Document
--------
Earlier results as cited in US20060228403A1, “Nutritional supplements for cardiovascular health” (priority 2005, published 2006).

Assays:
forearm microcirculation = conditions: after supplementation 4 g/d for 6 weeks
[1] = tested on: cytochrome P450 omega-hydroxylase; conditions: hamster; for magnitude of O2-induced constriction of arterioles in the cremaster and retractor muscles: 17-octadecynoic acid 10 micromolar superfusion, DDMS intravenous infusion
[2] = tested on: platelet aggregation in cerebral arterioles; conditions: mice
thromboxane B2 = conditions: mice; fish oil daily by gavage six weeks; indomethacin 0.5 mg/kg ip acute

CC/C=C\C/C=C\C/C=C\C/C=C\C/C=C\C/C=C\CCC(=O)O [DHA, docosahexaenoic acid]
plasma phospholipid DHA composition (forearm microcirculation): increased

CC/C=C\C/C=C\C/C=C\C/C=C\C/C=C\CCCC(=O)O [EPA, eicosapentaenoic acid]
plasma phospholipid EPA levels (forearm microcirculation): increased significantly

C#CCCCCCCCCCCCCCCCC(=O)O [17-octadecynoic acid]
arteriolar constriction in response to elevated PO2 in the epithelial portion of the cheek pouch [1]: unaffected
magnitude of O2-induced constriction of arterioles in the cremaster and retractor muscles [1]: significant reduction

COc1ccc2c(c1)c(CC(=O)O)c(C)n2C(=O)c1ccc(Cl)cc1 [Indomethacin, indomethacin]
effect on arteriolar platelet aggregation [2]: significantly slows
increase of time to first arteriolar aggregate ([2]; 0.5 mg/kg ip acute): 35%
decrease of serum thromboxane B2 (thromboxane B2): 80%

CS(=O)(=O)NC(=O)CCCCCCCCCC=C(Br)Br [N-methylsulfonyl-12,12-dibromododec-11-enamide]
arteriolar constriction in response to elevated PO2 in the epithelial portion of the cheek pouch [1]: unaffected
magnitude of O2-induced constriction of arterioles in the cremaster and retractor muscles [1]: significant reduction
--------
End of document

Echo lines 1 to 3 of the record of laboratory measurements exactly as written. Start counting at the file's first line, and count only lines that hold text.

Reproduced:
Earlier results as cited in US20060228403A1, “Nutritional supplements for cardiovascular health” (priority 2005, published 2006).

Assays:
forearm microcirculation = conditions: after supplementation 4 g/d for 6 weeks